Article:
There are few things as unedifying in any aspect of life as hearing the rich demand more at the expense of the less well off, and football is no different.
Ian Ayre, Liverpool FC's Managing Director has suggested that the current (equitable) distribution of the Premier League's overseas rights income should be looked at. Ayre believes that "big" clubs (which apparently includes clubs that finish 7th and 6th respectively in the last two seasons) should get a bigger share.
Ayre is particularly worried about "competing" with Barcelona and Real Madrid and told the Guardian:
"If Real Madrid or Barcelona or other big European clubs have the opportunity to truly realise their international media value potential, where does that leave Liverpool and Manchester United? We'll just share ours because we'll all be nice to each other? The whole phenomenon of the Premier League could be threatened. If they just get bigger and bigger and they generate more and more, then all the players will start drifting that way and will the Premier League bubble burst because we are sticking to this equal-sharing model? It's a real debate that has to happen."So how bad is the competitive gap between Liverpool and the Spanish giants?
Well at face value, the gap is big and growing. The chart below shows Liverpool and Barcelona's media income for the last five seasons (numbers for 2010/11 are derived from the PL, UEFA, FCB's account and an estimate of LFC's domestic cup income). I have converted Barcelona's income from Euros into Sterling at the average exchange rate for each season.
Having been £20m in 2006/07, the gap has expanded enormously to £75m last season. So what's going on?
Much is made of La Liga's highly inequitable TV rights deal which allows Barcelona and Real Madrid to negotiate to sell their rights individually, creaming off the majority of the total paid between the two clubs. This has indeed been a factor as the chart below showing income from the domestic league rights demonstrates:
The chart appears to show Barcelona's league income running far ahead of Liverpool's in recent years, but it masks the key impact not of the way rights are sold, but of currency. In 2006/07, one € was worth on average 67.6p, by 2010/11 the pound had devalued substantially and one € was worth 85.7p. Once this currency impact is accounted for, a different picture emerges:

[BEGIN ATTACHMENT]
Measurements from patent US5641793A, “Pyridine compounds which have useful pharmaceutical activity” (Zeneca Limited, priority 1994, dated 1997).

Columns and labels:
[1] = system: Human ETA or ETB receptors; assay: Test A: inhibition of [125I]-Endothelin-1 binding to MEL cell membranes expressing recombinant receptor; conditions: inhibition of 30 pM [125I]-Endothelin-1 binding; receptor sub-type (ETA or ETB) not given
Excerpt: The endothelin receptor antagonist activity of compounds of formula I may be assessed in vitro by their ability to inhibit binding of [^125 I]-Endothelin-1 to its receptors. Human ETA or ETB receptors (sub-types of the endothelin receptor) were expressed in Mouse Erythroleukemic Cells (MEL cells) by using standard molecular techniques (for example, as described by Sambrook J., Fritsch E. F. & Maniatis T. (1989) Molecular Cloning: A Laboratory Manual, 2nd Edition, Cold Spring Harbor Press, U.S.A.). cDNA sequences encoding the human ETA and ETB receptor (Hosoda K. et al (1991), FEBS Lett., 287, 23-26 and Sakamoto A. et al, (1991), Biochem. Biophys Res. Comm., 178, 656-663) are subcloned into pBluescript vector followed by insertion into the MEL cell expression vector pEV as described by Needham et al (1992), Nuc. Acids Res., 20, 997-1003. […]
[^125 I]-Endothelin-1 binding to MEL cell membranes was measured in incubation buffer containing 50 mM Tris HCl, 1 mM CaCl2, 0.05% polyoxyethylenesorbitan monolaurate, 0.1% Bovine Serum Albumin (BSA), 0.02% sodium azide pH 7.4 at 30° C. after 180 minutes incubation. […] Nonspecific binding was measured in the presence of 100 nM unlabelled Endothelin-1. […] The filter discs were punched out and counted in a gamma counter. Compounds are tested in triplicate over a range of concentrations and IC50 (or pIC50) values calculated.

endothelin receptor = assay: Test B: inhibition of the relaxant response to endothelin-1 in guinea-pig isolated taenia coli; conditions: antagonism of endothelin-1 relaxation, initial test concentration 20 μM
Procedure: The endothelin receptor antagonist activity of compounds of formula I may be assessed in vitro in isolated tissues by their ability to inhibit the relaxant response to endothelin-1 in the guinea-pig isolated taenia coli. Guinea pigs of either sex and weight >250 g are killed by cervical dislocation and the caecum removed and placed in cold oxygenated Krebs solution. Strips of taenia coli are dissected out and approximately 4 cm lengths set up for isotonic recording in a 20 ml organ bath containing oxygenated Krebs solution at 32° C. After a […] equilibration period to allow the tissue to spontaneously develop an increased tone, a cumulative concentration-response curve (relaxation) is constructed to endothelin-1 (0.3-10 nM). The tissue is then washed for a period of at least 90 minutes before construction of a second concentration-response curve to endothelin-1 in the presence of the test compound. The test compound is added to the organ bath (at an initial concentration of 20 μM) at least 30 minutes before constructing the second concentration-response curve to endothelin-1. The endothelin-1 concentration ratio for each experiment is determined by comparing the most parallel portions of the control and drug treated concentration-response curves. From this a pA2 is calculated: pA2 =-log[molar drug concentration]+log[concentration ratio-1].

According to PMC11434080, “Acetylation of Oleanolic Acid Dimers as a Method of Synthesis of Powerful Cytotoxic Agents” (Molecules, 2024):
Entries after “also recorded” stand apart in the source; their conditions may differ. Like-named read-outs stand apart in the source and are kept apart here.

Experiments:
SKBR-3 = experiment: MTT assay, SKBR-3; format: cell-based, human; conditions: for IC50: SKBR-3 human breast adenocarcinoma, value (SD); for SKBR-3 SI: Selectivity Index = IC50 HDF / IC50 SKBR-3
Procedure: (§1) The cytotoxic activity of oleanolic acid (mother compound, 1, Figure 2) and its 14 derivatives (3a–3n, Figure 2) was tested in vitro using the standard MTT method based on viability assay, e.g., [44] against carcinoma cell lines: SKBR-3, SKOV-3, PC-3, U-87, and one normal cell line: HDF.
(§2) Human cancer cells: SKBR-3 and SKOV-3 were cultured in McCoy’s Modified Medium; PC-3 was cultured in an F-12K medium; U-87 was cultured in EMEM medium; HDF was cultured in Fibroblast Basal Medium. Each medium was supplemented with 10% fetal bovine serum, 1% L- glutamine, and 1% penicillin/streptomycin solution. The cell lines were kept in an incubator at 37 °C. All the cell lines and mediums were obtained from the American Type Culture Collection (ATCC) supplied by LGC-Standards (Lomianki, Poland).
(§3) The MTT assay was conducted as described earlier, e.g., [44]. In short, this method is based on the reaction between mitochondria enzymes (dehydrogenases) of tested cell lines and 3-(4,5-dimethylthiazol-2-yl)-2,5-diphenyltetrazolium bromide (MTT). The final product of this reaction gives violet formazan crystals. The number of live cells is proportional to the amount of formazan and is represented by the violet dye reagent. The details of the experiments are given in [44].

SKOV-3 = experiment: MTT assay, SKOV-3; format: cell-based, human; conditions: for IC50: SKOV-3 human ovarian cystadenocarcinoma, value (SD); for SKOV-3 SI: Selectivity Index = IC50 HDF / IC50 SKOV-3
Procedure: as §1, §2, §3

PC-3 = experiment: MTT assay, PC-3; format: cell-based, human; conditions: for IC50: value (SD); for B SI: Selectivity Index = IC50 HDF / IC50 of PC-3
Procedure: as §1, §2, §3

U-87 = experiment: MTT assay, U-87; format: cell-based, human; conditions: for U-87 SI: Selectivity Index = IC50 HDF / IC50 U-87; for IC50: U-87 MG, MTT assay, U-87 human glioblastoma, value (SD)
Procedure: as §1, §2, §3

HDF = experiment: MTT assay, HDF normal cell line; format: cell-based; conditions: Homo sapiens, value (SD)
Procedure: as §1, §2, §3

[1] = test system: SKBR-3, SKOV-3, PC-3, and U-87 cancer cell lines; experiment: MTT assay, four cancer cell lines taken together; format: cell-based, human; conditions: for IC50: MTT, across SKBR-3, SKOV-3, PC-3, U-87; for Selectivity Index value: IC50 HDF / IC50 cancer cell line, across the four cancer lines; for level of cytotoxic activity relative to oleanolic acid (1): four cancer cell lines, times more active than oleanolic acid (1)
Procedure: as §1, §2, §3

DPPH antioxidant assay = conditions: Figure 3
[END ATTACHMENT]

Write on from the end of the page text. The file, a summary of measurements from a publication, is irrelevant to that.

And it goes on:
The chart above, rebases domestic league media income to 100 in 2006/7 and shows Barcelona's figures in both £ and €. From this chart it is clear that in local currency, the value Liverpool receive for domestic competitions (PL, FA Cup and Carling Cup) has actually grown faster than the equivalent in Spain.
So currency plays one factor in explaining the divergence between the clubs, but there is another huge factor at play; performance on the pitch.
To get a sense of how the relative fortunes of the two clubs have diverged and how crucial this is to media income, consider the following chart showing UEFA TV distributions (all in €).
In 2006/07, Liverpool earned €9.5m (£6.4m) more from the Champions League than Barca. By 2010/11, the positions were radically reversed with Barcelona earning €44.9m (£39m) more from their winning CL campaign than Liverpool did from the Europa league. This season, Liverpool will earn precisely zero from Europe.
Rather than bleating on about how unfair the allocation to Bolton Wanderers is, Ayre needs to look at the performance of his own club. The gap in media income with Bolton over the last five years is already £159m, how much more does he want?
If Liverpool football club had made better use of the £340m in media income they have received since 2007, perhaps they would have been closer to Manchester United on the pitch. The gap last year between United and Barcelona? Not £75m but £20m.....